Graham gave it his best leMond pose while Sam opted for the chirpy “pave, what pave” pose

IMG_3902 IMG_3892

Then it was back to the hotel for a well earned bit of scran and some well deserved beers. A cracking grupetto trip as always with plenty of bruises, blisters and bants. We’ll be back there in 2016 for sure



Nath’s report

After finding my ride to Brighton and back so draining, I was a bit nervous about three days worth of similar riding, but having some club mates to ride with made it much easier. Also the regular feed stops were great, as was the scenery and what I counted as a grand total of 4 sets of traffic lights, three of which were on the last day.

The first day was a cold and wet start, which persisted for most of the day. The highlight for me was Cheddar Gorge, which was really beautiful and a really satisfying climb. King Alfred’s Tower came later which was one of the hardest climbs of the whole three days and was good to get out of the way early. The lowlight was as Denny mentioned earlier, the chap getting CPR on one one of the hills. I haven’t heard, but I hope he is ok.

The second day I felt a bit tired but ok. The sun was out, which made it my favourite day out of the three. This ride took us to the Dorset coast and back, so there were some decent climbs at about the half way mark. The best I thought was a slow climb up through a military testing ground, with rusty tanks down below and big neon numbers on the hill side, with the road curving around the edge of the hill. The last 20k or so was fairly flat, so I managed a healthy pace to the finish.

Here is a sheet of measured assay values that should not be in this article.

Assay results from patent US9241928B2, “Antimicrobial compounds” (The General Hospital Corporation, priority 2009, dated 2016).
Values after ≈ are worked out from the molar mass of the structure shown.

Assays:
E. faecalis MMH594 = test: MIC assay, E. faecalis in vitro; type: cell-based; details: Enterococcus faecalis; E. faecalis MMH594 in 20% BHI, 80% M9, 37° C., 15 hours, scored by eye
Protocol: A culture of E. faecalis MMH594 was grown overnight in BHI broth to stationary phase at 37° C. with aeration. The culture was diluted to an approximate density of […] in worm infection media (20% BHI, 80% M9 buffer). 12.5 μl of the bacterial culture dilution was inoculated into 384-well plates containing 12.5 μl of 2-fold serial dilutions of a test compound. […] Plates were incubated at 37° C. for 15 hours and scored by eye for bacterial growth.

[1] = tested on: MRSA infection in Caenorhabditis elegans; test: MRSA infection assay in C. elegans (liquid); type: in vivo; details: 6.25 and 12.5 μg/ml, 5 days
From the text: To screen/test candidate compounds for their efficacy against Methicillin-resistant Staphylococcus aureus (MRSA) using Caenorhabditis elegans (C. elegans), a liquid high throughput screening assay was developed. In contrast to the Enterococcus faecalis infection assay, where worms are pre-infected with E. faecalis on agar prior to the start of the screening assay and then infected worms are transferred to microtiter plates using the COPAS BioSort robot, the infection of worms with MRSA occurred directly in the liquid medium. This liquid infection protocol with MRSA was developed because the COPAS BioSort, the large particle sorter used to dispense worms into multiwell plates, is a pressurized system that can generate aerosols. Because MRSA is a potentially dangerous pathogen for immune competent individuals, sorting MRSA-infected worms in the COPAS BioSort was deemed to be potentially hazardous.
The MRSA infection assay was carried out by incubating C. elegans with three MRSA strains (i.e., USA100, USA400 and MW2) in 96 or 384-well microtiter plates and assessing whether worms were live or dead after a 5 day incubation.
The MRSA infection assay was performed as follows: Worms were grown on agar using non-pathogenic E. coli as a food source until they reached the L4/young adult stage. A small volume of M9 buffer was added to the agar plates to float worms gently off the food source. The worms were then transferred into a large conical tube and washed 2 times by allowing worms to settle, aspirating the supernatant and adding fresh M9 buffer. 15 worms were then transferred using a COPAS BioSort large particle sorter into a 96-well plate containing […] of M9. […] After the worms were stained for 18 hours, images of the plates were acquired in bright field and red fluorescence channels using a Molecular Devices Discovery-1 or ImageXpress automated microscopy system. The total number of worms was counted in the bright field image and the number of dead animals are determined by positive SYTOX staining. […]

As we were queueing to start on the final day, Kate said that we looked very unhappy. I don’t know about the others, but I felt it hard to drum up enthusiasm! I planned to do the longer route so head off with a peloton of riders soon after the start and stuck with them for most of the way until the first feed stop which came after the biggest climb of the tour so far over the Quantocks. At that point, average speed was 32kph. However, at that point my right knee also decided to stop working. I tried the full route anyway and then decided to turn back and head down the short route. I caught up with a few riders from Clapham Chasers, stuck with them, took a wrong turn, then rode with them until the last climb into Somerton. At this point, my knee was properly fucked. I was really gutted, as I felt relatively fit apart from my knee. I feel a bike fit coming on.